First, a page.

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Chinese scholars praise Murakami's book on Nanjing Massacre

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As presales of the Chinese version of Japanese writer Haruki Murakami's new book "Killing Commendatore" have begun, Chinese scholars praised the book for acknowledging the Nanjing Massacre.

Zhu Chengshan, former curator of the Memorial Hall of the Victims in Nanjing Massacre, called the book a work of conscience.

Zhu said Murakami's book acknowledged that a large number of civilians were involved and killed in the war, and questioned the confusion on the number of victims.

Murakami stands in the position of justice and conscience, he said.

The novel, released in Japan last year, was Murakami's first multi-volume offering in seven years, and has become an instant best-seller.

One theme of the novel is a painter and his neighbor exploring the riddles surrounding a painting titled "Killing Commendatore" which was stored in his attic.

While talking about the life of the painter, the neighbor mentions a number of things that happened around 1937 to 1938, which were "fatal" to Japan, and life-changing to the artist and his family, including the full-scale commencement of Japan's invasive war against China and the Nanjing Massacre.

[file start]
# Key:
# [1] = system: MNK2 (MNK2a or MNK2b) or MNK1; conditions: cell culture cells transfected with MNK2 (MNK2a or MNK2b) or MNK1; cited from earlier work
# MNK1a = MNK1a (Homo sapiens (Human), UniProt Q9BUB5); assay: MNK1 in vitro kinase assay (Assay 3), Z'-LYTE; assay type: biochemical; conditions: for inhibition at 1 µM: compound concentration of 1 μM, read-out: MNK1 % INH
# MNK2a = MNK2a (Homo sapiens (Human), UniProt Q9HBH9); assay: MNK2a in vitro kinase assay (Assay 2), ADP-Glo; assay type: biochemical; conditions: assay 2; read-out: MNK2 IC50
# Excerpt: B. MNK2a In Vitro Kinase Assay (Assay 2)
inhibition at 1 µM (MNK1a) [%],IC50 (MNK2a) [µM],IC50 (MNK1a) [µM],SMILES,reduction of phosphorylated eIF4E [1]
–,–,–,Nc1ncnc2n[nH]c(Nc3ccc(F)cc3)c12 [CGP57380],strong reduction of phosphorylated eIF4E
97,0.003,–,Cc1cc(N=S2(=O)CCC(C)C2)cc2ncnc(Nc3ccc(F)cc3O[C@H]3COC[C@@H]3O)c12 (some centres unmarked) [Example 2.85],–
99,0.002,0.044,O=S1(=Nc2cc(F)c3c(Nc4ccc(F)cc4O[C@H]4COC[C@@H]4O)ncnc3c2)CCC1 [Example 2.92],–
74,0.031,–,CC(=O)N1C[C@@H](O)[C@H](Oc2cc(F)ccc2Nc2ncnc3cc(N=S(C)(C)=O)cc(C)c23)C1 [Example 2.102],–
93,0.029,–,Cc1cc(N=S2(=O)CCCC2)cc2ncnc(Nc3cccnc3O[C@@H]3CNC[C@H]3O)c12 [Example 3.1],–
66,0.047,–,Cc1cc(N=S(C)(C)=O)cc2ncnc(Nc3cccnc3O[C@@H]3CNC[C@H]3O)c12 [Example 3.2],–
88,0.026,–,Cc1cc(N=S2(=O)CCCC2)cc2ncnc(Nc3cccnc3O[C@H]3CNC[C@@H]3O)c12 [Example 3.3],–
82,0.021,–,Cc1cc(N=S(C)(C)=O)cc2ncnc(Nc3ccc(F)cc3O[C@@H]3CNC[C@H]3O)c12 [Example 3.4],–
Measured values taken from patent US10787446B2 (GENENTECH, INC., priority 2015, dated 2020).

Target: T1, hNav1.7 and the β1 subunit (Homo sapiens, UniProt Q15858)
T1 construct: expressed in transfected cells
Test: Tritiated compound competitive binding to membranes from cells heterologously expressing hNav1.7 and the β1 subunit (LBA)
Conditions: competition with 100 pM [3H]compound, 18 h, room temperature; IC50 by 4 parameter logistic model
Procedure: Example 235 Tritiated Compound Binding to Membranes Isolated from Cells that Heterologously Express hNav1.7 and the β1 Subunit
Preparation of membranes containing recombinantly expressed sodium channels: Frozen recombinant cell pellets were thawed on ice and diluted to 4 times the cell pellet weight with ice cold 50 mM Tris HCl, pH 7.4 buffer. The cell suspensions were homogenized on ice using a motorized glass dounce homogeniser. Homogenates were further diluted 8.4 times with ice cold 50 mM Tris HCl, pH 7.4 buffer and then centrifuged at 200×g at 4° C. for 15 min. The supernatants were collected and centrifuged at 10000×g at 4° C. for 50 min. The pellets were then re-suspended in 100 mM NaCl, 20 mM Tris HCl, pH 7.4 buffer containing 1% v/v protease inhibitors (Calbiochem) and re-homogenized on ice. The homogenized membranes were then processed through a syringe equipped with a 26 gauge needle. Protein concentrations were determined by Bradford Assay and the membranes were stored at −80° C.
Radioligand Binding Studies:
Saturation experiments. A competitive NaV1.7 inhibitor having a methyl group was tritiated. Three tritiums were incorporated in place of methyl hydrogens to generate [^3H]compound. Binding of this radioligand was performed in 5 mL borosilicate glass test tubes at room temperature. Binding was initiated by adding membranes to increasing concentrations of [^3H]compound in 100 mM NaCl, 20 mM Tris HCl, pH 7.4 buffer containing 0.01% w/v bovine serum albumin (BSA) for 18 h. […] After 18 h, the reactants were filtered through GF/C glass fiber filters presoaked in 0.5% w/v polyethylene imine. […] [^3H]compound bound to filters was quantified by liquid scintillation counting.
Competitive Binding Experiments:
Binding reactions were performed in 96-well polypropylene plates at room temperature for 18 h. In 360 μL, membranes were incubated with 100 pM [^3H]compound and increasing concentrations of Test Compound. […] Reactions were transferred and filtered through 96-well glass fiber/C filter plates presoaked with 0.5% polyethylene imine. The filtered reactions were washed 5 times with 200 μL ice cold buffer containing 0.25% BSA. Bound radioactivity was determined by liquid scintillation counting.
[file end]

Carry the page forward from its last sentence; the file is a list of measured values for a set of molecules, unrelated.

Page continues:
"Yes. It's the Nanjing Massacre. Japan seized the city of Nanjing after fierce battles and killed a lot of people there, both during the battles and after that. The Japanese troops had no time for the captives, so they killed most of the surrendered soldiers and civilians," Murakami wrote through the voice of the neighbor.

Japanese troops captured Nanjing on Dec. 13, 1937 and killed some 300,000 Chinese civilians and unarmed soldiers over six weeks.

The novel has drawn strong criticism from ultra-right wing factions in Japan, who deny the massacre ever happened and questioned Murakami's purpose in writing such a book.

The Chinese version of the book is expected to be released on March 10.

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